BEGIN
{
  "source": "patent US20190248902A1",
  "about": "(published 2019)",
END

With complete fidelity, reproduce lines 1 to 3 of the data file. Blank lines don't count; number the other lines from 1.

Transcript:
{
  "source": "patent US20190248902A1",
  "about": "(published 2019)",